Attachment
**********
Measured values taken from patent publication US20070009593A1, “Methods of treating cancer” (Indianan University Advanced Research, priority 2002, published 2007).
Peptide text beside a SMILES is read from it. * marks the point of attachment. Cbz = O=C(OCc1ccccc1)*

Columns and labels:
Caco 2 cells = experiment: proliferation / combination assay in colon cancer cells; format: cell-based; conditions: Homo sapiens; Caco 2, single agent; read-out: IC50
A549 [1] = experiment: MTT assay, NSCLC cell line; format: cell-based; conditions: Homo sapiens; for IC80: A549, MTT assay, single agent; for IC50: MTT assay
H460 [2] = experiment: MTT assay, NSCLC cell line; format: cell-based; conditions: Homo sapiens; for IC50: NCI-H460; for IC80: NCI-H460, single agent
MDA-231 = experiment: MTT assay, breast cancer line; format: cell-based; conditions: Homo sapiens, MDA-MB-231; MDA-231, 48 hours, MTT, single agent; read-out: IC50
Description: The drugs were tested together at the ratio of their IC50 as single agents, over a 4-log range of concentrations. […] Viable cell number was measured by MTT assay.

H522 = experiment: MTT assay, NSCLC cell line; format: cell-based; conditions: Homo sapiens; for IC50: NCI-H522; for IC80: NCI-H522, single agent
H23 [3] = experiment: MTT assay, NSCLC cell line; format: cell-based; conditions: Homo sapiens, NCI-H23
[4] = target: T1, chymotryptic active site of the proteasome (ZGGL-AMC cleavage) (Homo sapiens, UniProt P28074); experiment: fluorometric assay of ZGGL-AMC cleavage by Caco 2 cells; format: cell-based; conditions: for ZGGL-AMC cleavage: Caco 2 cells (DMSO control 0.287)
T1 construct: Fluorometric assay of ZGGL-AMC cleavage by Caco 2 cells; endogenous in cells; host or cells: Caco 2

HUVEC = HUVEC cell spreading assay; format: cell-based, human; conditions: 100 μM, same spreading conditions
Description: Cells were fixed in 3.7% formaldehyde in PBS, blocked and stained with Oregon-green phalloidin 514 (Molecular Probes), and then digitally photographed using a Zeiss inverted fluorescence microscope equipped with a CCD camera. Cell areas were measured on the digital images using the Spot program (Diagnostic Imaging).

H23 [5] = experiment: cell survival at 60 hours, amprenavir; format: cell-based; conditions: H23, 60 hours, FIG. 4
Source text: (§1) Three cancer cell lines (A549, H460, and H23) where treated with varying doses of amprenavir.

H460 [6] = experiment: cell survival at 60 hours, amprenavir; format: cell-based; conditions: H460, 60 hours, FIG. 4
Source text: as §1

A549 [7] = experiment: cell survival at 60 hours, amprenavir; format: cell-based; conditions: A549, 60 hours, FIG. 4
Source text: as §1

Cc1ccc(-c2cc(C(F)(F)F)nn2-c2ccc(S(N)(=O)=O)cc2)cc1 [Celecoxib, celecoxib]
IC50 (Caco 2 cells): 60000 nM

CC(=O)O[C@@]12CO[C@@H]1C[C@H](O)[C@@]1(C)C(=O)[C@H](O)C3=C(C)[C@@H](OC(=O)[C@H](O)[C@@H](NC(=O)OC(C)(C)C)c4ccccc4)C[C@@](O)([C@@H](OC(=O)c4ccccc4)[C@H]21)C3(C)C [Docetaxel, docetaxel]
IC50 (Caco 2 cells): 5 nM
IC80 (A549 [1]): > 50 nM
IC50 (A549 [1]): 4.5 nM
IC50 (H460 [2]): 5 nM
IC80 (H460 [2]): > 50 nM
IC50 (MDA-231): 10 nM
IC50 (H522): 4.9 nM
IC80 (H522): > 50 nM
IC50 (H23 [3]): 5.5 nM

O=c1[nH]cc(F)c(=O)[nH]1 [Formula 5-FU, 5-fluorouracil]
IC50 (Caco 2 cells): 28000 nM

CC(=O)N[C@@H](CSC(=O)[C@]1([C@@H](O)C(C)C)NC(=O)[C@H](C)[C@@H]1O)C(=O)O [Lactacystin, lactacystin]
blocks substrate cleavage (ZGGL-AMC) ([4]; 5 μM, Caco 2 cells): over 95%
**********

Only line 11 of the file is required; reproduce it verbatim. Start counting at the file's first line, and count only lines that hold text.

[4] = target: T1, chymotryptic active site of the proteasome (ZGGL-AMC cleavage) (Homo sapiens, UniProt P28074); experiment: fluorometric assay of ZGGL-AMC cleavage by Caco 2 cells; format: cell-based; conditions: for ZGGL-AMC cleavage: Caco 2 cells (DMSO control 0.287)